June 23, 2024

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The birth of the first galaxies

The birth of the first galaxies

Three galaxies that formed less than 600 million years after the Big Bang tell the story of the universe’s first light

Since its launch two years ago, the James Webb Space Telescope (JWST) has become our best instrument for observing the early universe. Thanks to its ability to see farther away, this instrument has allowed us to discover the oldest galaxies ever known.

His latest discovery has nothing to envy.

Triple birth. A team of astronomers I think you noticed For the first time, three galaxies were born at the dawn of our universe, in the era known as reionization. This observation is made possible thanks to the work of the James Webb Space Telescope (JWST), a telescope designed specifically for these missions.

3% of the way. These galaxies are supposed to have formed more than 13,000 million years ago, that is, between 400 and 600 million years after the Earth appeared. the great explosion. In other words, the universe was only 3% of what it is today.

This isn’t the first time Webb has looked forward to this era of our universe, but it may be the first time we’ve seen a galaxy “awaken” in this early universe. The main event because this is exactly the era in which light appeared in the universe, the era of reionization.

Reionization. We connect the great explosion To a big explosion, and just like that, with a flash of light. The problem is that the universe was too dense for photons to move. When the universe stopped being so dense, the “explosion” was no longer active and the only thing that formed was stable hydrogen.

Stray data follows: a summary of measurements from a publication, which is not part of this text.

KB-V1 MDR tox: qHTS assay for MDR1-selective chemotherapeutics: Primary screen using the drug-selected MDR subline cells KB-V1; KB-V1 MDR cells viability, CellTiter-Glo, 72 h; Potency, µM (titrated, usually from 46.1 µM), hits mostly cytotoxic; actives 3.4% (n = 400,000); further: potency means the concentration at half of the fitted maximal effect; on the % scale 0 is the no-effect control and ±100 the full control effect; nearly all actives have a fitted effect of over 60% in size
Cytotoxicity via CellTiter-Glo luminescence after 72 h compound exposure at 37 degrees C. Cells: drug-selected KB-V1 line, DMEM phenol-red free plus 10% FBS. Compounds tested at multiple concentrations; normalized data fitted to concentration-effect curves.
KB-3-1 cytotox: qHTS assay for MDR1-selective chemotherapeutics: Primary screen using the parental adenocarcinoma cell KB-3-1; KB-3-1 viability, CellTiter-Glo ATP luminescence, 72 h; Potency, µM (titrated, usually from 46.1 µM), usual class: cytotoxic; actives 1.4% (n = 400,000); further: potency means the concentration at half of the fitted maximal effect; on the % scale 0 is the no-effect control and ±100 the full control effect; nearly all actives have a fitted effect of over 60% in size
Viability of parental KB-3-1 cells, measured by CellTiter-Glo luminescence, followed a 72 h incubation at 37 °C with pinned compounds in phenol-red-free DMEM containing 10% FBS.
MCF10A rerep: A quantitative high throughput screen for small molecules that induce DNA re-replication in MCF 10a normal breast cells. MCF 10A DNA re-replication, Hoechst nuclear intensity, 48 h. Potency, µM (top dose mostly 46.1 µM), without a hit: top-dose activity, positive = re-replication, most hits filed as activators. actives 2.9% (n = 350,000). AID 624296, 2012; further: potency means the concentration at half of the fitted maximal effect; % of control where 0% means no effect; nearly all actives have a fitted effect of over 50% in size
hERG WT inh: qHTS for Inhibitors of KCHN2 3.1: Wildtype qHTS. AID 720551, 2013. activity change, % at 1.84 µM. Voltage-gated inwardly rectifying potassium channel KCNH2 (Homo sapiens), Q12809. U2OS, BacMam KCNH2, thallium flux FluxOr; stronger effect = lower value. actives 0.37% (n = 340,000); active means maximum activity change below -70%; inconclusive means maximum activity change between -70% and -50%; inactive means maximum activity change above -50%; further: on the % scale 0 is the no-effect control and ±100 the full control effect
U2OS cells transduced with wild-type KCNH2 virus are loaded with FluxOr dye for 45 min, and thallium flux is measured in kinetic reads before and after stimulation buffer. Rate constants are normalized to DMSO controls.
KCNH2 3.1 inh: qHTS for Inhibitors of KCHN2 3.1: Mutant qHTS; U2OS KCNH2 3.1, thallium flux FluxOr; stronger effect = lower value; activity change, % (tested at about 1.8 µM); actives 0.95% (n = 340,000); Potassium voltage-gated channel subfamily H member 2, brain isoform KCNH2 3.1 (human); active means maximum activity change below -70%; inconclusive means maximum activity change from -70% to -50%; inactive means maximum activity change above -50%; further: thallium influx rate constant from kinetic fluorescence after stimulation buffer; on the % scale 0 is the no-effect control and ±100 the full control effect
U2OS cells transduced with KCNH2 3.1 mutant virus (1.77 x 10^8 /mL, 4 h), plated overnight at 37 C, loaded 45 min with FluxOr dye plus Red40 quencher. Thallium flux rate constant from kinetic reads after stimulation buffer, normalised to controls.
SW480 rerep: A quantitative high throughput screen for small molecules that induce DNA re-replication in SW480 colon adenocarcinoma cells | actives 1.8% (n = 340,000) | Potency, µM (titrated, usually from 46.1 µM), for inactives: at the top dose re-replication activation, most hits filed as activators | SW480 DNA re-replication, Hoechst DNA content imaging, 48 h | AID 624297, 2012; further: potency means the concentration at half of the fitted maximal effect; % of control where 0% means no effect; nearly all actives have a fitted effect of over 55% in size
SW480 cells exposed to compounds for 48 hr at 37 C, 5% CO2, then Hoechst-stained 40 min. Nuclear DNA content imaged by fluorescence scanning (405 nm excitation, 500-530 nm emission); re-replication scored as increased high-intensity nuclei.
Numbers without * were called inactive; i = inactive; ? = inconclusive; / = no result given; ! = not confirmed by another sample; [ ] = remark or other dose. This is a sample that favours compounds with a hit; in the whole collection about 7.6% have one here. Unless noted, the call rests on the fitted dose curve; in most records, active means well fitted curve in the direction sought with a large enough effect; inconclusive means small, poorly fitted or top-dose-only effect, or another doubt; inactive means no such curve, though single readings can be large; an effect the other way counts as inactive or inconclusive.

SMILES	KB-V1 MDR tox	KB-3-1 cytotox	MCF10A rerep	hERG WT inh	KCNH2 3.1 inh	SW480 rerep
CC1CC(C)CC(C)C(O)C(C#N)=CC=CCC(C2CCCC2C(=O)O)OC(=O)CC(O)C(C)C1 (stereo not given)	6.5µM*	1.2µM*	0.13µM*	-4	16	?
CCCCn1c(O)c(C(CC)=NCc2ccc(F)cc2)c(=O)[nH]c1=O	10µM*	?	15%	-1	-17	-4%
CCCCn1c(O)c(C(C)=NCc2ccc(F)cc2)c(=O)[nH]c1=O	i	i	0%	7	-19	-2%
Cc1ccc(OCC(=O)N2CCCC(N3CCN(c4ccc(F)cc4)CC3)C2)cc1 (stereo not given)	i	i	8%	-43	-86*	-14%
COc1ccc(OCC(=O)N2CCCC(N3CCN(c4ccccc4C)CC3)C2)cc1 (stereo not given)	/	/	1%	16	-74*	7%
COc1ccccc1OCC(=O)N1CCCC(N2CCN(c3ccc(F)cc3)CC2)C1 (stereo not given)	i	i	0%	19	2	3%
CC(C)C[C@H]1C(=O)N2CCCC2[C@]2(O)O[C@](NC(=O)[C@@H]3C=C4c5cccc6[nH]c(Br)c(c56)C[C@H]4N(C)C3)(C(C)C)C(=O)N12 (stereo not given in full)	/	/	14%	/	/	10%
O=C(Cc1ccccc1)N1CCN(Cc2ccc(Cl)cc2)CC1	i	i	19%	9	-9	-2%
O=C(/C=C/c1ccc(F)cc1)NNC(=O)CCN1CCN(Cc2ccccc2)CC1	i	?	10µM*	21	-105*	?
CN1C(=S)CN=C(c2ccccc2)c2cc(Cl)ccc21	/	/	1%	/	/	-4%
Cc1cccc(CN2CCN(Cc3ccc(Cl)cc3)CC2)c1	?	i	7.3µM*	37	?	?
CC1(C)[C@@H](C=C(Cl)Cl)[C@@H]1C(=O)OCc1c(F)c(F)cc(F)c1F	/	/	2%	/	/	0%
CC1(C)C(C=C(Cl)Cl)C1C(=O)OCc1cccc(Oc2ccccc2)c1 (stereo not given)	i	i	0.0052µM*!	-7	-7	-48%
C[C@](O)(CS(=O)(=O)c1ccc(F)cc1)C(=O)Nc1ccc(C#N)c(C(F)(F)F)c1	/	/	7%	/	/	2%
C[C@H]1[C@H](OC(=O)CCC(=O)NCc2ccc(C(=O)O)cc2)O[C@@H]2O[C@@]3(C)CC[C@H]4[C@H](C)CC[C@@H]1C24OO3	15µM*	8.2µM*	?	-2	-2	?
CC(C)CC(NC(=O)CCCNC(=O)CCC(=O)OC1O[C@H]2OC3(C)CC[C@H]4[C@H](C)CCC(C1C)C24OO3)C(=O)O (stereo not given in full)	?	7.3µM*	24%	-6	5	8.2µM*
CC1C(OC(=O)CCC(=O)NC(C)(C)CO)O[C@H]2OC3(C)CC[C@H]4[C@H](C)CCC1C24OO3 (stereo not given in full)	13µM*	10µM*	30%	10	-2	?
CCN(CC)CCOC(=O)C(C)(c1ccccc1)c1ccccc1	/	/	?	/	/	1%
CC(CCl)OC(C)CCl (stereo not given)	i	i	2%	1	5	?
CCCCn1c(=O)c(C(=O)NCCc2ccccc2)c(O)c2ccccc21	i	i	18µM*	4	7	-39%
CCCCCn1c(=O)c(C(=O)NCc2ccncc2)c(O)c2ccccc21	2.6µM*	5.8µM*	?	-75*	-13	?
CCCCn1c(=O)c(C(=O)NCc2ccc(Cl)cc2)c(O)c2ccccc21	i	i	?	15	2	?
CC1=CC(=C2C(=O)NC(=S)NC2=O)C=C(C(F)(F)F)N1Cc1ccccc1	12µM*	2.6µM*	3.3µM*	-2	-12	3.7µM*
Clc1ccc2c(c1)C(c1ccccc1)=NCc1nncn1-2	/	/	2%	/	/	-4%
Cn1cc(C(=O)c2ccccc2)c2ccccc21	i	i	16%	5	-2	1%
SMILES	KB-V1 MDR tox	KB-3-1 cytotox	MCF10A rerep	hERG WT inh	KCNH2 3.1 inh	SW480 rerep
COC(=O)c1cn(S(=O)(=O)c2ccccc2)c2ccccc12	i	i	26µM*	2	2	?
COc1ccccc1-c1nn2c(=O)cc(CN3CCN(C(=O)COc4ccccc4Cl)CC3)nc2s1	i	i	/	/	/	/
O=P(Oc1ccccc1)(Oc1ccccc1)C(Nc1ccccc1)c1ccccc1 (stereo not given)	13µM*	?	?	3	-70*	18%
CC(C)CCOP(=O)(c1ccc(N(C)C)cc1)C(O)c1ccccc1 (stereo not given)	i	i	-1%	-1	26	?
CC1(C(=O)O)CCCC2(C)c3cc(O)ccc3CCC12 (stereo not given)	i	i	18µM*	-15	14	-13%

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“These galaxies are like bright islands in a sea of ​​dark gases.” He explained in a press release Casper Heintz, co-author of the work. Because when this gas began to accumulate and form stars, light appeared in the universe.

This is also not the first time that the James Webb Space Telescope has provided us with important clues about this dawn of the universe.

Time Machine. the job It was based In the data collected by the James Webb Telescope and, more specifically, in its spectrograph specialized in the infrared sector of the electromagnetic spectrum (NIRSpec). The team used what is called a Lyman-alpha (Lyman-α) transition for their analysis. This transformation occurs as light is absorbed by clouds of neutral gas surrounding the emitting source.

It was thus possible to distinguish the background gas of newly formed galaxies. Job details were recently published In an article In the magazine Sciences.

Work ahead. The team is cautious when interpreting the data. Among the points that remain to be clarified for the team are key issues such as the relative position of the gas in relation to these first galaxies, or whether this gas is “pure hydrogen” or if heavier elements were already present in these beginnings.

Therefore, there is a lot of work ahead of us. The team explains that the first step will be to search for more similar observations, thus building a database that allows for statistically confirmed conclusions. In this way it will be possible to verify the validity of this discovery, thus opening a new path to exploring the early history of our universe.

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In Chataka | The James Webb Telescope and Hubble agree that the universe is expanding. Physics cannot explain why.

Image | Illustration of the gas clouds that formed the first galaxies. NASA, ESA, Canadian Space Agency, Joseph Olmstead (STScI)